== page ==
Georgia pastors debate guns in churches after Charleston - CBS46 News

Georgia pastors debate guns in churches after Charleston

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When it comes to the issue of having guns inside the church, not all leaders are in agreement about how to proceed.

Pastor Tom Rush leads a church in Newton County that allows its regular members to carry guns if they have a permit. But Pastor Baron Mullis of Atlanta's Morningside Presbyterian has chosen not to allow any type of guns on the premises. Not even professional armed security.

"Church members are citizens of Georgia," said Rush. "They shouldn't forfeit their second amendment rights."

"This is a place of peace," said Mullis, "This is not a place for guns."

Ever since the law was passed last year, individual churches in Georgia have been allowed to decide if they will let members of their congregation carry guns or not.  At about the same time, South Carolina passed an opposite law, banning everybody from having guns in churches.

Pastors like Mullis are openly against allowing regular members to carry guns, but Rush encourages his congregation to defend themselves. 

"We've made the decision that it would help us to provide security," said Rush. "I believe that all churches are going to have to take seriously doing a better job of security, and if they're not going to allow the citizens to carry, then they're going to have to consider other ways to provide security for their congregants."

"The response I would make to that is that the presence of a cross in our sanctuary reminds us that God's response to violence is never greater violence," said Mullis.

Pastor Mullis feels just the opposite way from Pastor Rush, saying that defending against a surprise attacker is not the Christian way.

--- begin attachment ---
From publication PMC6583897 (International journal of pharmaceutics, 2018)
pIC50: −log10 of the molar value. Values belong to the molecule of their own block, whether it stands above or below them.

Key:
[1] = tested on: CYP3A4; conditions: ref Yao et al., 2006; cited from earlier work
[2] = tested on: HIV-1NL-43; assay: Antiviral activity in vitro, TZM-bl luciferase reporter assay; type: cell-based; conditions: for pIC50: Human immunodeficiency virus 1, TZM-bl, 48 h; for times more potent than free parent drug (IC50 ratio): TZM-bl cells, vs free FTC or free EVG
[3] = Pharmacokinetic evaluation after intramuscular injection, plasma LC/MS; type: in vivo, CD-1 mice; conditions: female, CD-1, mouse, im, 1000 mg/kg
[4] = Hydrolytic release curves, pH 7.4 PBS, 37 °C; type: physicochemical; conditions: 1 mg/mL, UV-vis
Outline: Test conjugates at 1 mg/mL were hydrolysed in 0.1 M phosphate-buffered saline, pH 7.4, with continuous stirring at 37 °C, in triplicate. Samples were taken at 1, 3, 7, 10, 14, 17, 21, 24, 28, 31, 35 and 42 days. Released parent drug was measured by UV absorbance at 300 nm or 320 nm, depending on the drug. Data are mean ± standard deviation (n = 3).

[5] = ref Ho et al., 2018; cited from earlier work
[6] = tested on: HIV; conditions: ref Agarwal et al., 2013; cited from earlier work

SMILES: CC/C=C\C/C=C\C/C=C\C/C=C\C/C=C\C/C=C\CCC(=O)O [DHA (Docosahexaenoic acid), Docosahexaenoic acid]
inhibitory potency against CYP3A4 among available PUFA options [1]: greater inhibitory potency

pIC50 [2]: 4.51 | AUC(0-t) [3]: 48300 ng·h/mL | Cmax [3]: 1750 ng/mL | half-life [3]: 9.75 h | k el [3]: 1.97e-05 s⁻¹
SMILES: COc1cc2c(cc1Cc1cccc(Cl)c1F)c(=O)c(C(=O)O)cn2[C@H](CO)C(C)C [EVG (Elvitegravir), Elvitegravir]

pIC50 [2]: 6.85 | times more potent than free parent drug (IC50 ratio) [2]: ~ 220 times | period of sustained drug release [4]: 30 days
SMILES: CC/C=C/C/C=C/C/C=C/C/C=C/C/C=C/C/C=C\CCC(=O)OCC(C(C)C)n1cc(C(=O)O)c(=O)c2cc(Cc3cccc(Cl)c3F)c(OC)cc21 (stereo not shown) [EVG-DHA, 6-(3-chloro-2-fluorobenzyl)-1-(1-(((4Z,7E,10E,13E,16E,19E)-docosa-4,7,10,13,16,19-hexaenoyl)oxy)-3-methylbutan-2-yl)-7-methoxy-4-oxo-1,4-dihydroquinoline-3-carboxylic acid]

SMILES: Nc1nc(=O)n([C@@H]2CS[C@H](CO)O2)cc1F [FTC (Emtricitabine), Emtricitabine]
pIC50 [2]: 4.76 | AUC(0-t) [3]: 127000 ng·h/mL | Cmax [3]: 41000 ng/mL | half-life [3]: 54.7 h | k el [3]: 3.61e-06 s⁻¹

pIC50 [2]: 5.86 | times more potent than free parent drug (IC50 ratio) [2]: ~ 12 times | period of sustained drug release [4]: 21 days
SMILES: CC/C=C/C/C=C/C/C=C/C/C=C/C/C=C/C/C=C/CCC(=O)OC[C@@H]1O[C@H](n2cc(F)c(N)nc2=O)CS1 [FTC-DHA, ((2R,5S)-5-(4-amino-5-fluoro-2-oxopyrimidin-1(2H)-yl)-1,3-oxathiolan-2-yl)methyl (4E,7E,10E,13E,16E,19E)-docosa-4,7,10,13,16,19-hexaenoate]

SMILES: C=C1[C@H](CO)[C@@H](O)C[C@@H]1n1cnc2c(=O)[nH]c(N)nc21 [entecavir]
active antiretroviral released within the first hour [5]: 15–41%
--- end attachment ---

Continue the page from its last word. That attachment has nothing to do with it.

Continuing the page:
"They need to do what's right for their congregations, but with expression for our faith here at Morningside, we believe that God calls us to non-violence," said Mullis. "Christian faith does not call us to safety. Christian faith calls us to discipleship. We are discipled to the Prince of Peace. The one whose answer to violence was non-violence. Even to the point of death on a cross."

"There are people who feel very strongly that weapons are not appropriate in a church. They feel like maybe it's an issue of justice. I think it would be unjust not to protect the innocent," said Rush.

But both pastors do agree on one thing, that there's been a change in society that they've noticed over time. 

"When I came in the ministry, we didn't even lock the doors of the sanctuary. We would leave it open for people to come and pray," said Rush.

"We're more accustomed to seeing violence such as we're seeing, and perhaps more acclimated to it. It doesn't shock us as badly as it used to, but it should," said Mullis.

While they are divided on the issue of guns, both churches stand in solidarity with the victims of South Carolina and will be asking their members to pray for them this Sunday.

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